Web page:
Splitting Attention Slows Attention:    Poor Temporal Resolution in      Multiple Object Tracking        Alex.Holcombe@syd...
Splitting Attention Slows Attention:    Poor Temporal Resolution in      Multiple Object Tracking        Alex.Holcombe@syd...
Multiple object tracking      • Speed limit (Holcombe & Chen, 2012)      • Temporal frequency limit ???What are the tempor...
Tracking 2 targets with 3 objects in each ring                               You must fixate                               ...
Spatial                         Spatial           Resolution       Space          Resolution       Space       D      T   ...
Two-ring Experiment         3              6               9   12                        Number of ObjectsThree-ring Exper...
More objects in ring = decreased speed threshold                                           number of objects        Propor...
No spatial crowding-Proportion   Number of objects did not affect lapse rate  correct             Speed (rps)             ...
Extracting the threshold speed from the data Chance:      33%                  17%       11%   8%Threshold:    66%        ...
Threshold speed declines with # of targets and # of objectsThreshold Speed (rps)                        3      6        9 ...
Threshold temporal frequencies                                 •relatively unaffected by 6-12 objects                     ...
Speed limits for 2 targets so slow thatwould have done better by just tracking 1                                      !   ...
Temporal limits on tracking multiple objects                                     # targets                          1     ...
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Splitting Attention Slows Attention: Poor Temporal Resolution in Multiple Object Tracking

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talk at VSS 2012

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  • -set phone on timer\n-get Piers’ remote\n-get green laser pointer\n-stimulus demos open\n-Wing Chen did almost all the work, just as he did in the previous talk\n
  • -set phone on timer\n-get Piers’ remote\n-get green laser pointer\n-stimulus demos open\n-Wing Chen did almost all the work, just as he did in the previous talk\n
  • -set phone on timer\n-get Piers’ remote\n-get green laser pointer\n-stimulus demos open\n-Wing Chen did almost all the work, just as he did in the previous talk\n
  • -I’m interested in what sets the slow limits on perception and visual cognition.\n-so I’m interested in Object tracking because it’s one of our abilities that has a slow temporal resolution limit\n-we know that already for tracking ONE object thanks to a paradigm developed by VC&L\nbut they didn’t look at tracking MULTIPLE objects\n-there’s nothing in the literature about temporal frequency limits for tracking MULTIPLE objects\n-We don’t know the temporal limits on MOT and \n-we also DON’T know whether these temporal limits are set by the availability of the resource\n-that limited capacity may be set by a finite number of discrete slots, a continuous resource, or two spotlights one in each hemisphere that is timeshared among the targets\n-I’ll explain more about the temporal frequency concept in a moment, first let me explain the paradigm\n\n
  • -We use multiple rings of objects. They all move at the same speed, although sometimes in opposite directions.\n-I’ll jump straight to the demo here\n-Each ring may have a target as well as distracters.\n-You may be able to do this, although it’s actually already pretty difficult even tho they’re not moving\n-DEMO: Two targets at a speed of 0.2 rps 2ring2targets9objs0.4rps.mov\nThree targets at 0.2 rps 3targets3obj0.2rps.mov\n3targets9objs0.4rpsMPG4hiquality\n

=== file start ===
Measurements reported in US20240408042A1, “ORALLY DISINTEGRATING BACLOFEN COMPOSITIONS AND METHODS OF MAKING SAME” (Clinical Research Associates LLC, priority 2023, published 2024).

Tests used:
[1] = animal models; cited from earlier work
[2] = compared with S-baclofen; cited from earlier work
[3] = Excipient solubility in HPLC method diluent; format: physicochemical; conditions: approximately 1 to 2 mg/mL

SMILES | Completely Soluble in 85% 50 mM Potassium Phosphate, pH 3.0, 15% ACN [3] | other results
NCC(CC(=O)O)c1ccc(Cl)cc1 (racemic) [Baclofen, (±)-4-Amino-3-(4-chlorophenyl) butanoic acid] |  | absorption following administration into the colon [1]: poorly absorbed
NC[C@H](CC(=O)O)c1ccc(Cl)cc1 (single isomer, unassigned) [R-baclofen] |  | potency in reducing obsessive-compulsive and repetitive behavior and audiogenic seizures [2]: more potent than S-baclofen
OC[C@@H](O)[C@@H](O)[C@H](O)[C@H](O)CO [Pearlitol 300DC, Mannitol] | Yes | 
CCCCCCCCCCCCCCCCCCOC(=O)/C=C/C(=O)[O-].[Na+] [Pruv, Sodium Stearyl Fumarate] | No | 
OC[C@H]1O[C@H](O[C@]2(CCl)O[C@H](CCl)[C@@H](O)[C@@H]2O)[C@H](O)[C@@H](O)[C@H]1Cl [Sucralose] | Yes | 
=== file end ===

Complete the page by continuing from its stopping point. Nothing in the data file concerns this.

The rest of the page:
• -To explain the temporal frequency aspect, I’ve got this schematic here which rather than depicting identical red blobs uses the more interesting example of a circular sushi train- and here’s a portion of one\n-If you recognize one of these as the freshest piece of sushi in the train, you’ll want to keep your tracking focus on it\nbut your ability to do so will be affected by the spatial resolution and the temporal resolution of your tracking focus\n-In the stimulus depicted in this space-time diagram, we don’t have many blobs or pieces of sushi and although temporal resolution is coarse, it’s sufficient to exclude the distracters\n-However with the same speed if we increase the number of objects then when the target moves, its location is more rapidly occupied by a distracter, so the temporal selection window is not sufficient to keep attention on the target rather than the distracters\n-We can control the duration for which the target is available at each location by changing the speed and # of objects\n-Their product is the temporal frequency, the number of times per second that objects pass by a given location\n-----------------------------------\nHere I’m depicting a circular sushi train with the circle stretched into a line.\nOne piece of sushi is the target, it and the other pieces start moving here.\nIf the number of objects is low, a lot of time elapses before the next object \nTherefore the only way you can track the \nIn the display depicted here, the train is at first stationary- four pieces here, not changing location over time and subsequently\nthey all begin to move at the same speed around the track.\nAlthough all the pieces are identical, you noticed that the chef made this piece last, making it about 20 s fresher than the rest.\nWant to know which one is the freshest one\n So you want to track it until it comes around to you.\nThe process that you use to track it, which some people identify as selective attention, will have a spatial resolution and a temporal resolution. \nThe spatial resolution is the smallest area of space that your tracking process can pick out. The temporal resolution is the smallest interval of time that your tracking process can pick out.\nIn the scenario on the left, temporal resolution is sufficient. In the scenario on the right, the train is moving at the same speed but we’ve added more sushi to the track. The consequence is that this same temporal interval of selection is no longer sufficient.\nSoon after one object leaves an area, another quickly takes its place. This distracter shares the selection window, meaning that selection cannot isolate the target. You won’t know which is the target anymore because you have both targets and distracters occupying your undifferentiated selection window.\n